Reflections on a Collaborative Project between Elementary Students from an International School and Students from a Host Country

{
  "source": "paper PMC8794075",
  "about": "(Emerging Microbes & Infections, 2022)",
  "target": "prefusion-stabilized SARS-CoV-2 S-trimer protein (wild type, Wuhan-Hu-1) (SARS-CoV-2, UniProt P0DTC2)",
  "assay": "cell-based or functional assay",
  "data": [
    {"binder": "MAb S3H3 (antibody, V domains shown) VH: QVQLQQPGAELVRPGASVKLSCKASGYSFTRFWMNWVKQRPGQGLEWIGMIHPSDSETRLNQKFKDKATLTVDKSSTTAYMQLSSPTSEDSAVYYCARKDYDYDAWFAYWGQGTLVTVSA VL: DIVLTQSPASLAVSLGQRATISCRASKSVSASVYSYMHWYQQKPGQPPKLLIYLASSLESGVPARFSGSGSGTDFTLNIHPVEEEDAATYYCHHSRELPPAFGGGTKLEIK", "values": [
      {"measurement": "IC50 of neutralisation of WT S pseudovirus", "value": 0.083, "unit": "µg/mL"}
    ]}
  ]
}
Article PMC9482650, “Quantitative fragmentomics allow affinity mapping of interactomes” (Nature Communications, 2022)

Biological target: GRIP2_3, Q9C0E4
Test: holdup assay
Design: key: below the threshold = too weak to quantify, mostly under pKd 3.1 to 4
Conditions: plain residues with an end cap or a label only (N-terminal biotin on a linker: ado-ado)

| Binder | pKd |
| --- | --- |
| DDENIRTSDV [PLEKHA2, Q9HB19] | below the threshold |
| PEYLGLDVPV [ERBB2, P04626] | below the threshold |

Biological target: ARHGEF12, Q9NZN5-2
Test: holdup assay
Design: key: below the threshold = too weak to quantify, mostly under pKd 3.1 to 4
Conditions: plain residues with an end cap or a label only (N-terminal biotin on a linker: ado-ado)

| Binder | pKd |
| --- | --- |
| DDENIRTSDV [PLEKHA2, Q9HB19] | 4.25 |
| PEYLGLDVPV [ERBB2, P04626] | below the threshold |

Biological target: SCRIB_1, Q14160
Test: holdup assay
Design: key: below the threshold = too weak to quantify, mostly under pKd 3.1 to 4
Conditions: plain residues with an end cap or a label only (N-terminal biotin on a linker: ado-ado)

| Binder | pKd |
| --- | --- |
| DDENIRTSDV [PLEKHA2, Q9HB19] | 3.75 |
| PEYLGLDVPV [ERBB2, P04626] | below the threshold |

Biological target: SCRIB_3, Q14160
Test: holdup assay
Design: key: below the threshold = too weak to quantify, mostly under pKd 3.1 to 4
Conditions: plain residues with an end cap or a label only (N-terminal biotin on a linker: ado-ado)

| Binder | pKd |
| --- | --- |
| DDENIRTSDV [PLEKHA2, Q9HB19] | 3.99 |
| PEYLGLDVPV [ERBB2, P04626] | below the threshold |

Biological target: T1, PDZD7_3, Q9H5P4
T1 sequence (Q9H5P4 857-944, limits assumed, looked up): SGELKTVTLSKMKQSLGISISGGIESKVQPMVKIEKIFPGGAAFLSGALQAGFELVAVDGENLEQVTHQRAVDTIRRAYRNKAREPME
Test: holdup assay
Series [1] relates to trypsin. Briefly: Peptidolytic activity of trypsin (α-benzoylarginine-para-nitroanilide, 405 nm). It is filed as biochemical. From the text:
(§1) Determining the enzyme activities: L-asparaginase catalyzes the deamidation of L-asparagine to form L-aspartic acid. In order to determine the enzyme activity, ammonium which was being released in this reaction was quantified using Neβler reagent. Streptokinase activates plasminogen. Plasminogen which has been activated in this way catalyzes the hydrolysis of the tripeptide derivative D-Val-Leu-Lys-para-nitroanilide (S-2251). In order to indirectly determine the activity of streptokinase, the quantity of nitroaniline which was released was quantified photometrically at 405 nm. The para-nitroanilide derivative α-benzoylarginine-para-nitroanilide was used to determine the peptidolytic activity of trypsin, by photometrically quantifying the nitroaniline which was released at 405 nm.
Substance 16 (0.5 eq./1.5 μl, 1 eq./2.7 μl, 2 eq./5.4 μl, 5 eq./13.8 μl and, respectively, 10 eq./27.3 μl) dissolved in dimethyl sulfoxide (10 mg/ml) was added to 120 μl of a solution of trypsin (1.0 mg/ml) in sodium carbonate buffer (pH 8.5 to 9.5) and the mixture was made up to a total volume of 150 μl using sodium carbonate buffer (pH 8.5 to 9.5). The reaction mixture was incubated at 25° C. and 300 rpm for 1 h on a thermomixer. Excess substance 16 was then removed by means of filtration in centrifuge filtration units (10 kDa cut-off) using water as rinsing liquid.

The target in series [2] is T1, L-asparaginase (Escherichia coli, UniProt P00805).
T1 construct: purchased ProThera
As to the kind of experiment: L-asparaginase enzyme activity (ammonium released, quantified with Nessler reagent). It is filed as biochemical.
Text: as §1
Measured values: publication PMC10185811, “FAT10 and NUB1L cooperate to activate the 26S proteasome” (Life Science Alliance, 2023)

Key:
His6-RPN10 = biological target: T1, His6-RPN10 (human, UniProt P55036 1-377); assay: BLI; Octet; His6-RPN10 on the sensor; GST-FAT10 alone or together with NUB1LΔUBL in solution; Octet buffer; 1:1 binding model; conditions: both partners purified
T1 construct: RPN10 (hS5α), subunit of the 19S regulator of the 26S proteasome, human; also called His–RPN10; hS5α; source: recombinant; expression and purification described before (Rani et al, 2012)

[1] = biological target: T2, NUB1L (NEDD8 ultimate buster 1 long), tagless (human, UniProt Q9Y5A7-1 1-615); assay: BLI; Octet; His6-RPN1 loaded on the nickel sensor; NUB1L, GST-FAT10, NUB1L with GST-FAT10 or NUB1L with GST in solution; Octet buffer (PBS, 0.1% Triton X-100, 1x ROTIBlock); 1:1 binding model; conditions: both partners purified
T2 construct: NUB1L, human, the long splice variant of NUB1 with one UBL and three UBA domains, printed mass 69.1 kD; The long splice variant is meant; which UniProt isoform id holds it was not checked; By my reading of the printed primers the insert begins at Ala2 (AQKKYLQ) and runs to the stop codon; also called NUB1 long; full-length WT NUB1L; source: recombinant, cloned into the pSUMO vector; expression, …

This thesis is an autoethnographic self-study intended to create conversations amongst educators teaching in international schools overseas, and to possibly bring about change in the way we, as expatriate teachers, view service learning; in the way we attempt to incorporate the host culture, and in the way we promote intercultural literacy with young students. The participants in this study included 17 international school students, aged seven to nine, who collaborated with 25 local students of the same age, on five separate occasions to plan and implement environmental projects in the local community. While mainly project-based and experiential, responsible citizenship through environmental activism added the element of service learning. The service-learning component met the curricular standards of citizenship in social studies and the environment in science. Teaching the concept of responsible citizenship to young students who are not actually citizens of the country in which they are residing, is a complex task for an educator. Research on integrating the participation of students from the host culture with elementary students in an international school setting, is scant and therefore invites further research. This is the story of my journey as an expatriate living in a fascinating country, and my attempt to navigate through the implementation of this multi-faceted project. The study revealed the importance of authentic relationships and reflective practice as the most necessary components for this type of research project.